The U.S.S. Enterprise designed for "Star Trek: The Next Generation" incorporated all the advances in miniature construction and special effects technology made in the two decades since Matt Jeffries designed the original Big E back in 1964. This Galaxy-class starship incorporated smooth curves in place of the original's sharp angles (Some observer's called it the "Stealth Enterprise") and its surface bristled with detail, including Aztec paneling and myriad lifeboat hatches.
And although this Enterprise's general configuration matched that of the original NCC-1701, its proportions were significantly different: The "saucer" command hull was ovoid instead of circular and the engines were shorter and stubbier in contrast. (Short, stubby engines would also be used on the U.S.S. Voyager nearly a decade later.)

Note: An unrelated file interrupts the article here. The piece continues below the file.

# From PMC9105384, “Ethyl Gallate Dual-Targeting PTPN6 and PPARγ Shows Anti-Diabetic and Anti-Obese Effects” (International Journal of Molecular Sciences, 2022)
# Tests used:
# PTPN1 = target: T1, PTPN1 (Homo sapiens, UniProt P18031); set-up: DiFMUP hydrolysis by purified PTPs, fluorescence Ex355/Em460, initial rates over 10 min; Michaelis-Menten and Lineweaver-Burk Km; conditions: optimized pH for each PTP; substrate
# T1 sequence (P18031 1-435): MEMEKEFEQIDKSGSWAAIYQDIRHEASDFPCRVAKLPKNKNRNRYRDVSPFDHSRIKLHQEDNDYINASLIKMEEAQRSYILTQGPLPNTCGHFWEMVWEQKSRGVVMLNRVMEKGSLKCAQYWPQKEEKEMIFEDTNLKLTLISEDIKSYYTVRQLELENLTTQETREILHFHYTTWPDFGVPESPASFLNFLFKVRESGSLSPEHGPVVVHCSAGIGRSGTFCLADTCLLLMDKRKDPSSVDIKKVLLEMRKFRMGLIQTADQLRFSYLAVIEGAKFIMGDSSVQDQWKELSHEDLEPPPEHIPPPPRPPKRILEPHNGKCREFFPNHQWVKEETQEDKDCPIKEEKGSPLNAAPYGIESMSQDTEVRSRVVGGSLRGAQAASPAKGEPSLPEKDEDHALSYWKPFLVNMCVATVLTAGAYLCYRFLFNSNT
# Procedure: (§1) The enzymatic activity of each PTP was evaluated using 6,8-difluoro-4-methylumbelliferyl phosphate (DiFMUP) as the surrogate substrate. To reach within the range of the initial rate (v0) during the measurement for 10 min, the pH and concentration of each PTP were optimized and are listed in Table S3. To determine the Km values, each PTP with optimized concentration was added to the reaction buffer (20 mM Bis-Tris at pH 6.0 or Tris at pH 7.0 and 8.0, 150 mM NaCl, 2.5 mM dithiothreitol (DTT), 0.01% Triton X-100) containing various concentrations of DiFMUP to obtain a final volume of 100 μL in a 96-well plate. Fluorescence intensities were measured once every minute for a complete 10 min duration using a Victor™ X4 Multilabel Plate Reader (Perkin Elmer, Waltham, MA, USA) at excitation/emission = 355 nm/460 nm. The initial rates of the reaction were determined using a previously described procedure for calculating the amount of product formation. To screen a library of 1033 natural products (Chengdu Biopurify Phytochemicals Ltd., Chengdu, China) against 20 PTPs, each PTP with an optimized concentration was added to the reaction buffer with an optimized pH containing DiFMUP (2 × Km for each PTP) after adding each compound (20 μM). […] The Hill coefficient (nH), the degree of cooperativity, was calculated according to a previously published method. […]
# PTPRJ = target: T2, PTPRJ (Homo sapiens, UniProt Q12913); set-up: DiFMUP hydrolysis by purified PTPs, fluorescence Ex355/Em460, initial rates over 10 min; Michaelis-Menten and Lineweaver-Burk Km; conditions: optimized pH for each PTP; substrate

With its original TV and movie Enterprise kits continuing to be best-sellers, AMT/Ertl was eager to exploit the excitement growing around this new "Star Trek" series and so released their Enterprise-D within weeks of ST:TNG's September 1987 premiere.
The kit had its Aztec panel pattern molded directly into the plastic, although not nearly as crudely as had been done with the earlier Enterprise-A models. It was also capable of splitting into two sections (like its TV counterpart) with separate stands available for its saucer and engineering sections
In perpetual release for more than a decade, AMT/Ertl's Enterprise-D was later released in a "Plus Pack" that included paint and brushes, and in an illuminated fiber optic version. The kit was re-released in 2010 by Round 2 using the original AMT branding.
This model was built from an original 1987 release.